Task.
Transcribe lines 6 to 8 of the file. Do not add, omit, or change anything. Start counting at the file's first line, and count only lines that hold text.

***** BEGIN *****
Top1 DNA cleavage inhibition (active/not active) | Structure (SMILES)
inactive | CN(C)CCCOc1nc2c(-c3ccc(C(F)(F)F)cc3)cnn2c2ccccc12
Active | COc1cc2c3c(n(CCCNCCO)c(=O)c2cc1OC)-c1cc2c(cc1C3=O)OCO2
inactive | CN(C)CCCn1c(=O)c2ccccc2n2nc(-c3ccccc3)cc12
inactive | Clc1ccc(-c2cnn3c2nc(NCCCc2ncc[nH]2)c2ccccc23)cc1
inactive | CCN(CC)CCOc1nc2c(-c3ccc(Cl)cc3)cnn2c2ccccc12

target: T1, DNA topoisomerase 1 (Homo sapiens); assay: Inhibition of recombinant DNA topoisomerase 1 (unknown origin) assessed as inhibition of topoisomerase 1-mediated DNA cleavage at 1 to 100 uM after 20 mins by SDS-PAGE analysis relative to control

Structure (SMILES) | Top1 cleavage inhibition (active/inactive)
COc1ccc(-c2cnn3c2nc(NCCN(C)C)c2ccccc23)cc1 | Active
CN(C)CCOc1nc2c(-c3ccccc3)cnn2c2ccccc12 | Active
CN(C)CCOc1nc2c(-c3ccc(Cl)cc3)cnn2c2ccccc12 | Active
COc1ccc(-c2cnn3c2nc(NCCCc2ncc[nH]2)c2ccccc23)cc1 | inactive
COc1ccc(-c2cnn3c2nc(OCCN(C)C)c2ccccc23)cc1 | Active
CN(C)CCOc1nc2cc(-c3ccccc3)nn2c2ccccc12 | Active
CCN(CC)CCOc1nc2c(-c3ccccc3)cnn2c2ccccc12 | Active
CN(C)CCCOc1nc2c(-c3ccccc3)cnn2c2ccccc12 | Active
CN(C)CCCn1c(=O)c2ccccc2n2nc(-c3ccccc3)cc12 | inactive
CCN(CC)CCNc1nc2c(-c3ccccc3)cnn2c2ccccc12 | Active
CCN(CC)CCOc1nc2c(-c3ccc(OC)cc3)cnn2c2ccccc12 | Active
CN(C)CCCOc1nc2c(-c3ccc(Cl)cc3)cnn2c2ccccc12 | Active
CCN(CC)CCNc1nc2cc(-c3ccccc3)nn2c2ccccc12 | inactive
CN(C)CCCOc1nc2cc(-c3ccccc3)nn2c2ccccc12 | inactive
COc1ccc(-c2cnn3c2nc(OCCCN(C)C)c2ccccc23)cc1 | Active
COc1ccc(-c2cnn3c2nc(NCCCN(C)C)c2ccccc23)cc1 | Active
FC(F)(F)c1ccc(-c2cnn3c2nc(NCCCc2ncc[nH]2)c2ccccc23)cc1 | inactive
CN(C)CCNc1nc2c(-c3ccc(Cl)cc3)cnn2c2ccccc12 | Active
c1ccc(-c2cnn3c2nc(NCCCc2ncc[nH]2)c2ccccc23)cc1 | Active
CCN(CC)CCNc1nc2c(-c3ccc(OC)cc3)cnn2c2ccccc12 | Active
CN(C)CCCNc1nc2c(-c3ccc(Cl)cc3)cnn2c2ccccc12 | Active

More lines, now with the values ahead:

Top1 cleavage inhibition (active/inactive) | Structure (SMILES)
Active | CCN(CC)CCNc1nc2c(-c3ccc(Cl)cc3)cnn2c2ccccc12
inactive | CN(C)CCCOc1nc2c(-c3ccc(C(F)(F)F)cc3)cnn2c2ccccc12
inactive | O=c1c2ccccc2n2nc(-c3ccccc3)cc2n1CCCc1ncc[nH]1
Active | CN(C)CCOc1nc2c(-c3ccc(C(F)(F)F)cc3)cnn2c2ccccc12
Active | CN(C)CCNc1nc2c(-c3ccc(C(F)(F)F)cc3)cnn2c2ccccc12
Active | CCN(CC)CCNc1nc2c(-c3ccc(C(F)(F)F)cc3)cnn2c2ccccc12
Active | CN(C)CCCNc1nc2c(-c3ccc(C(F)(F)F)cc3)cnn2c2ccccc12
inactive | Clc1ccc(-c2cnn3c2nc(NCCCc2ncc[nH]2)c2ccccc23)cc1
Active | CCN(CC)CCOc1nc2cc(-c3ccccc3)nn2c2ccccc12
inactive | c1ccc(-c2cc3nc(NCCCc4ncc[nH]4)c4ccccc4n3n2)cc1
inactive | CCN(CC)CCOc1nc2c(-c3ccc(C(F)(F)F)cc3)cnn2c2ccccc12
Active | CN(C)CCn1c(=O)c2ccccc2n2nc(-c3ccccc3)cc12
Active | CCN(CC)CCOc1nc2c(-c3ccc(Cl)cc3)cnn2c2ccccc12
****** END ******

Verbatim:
inactive | CCN(CC)CCOc1nc2c(-c3ccc(Cl)cc3)cnn2c2ccccc12

target: T1, DNA topoisomerase 1 (Homo sapiens); assay: Inhibition of recombinant DNA topoisomerase 1 (unknown origin) assessed as inhibition of topoisomerase 1-mediated DNA cleavage at 1 to 100 uM after 20 mins by SDS-PAGE analysis relative to control

Structure (SMILES) | Top1 cleavage inhibition (active/inactive)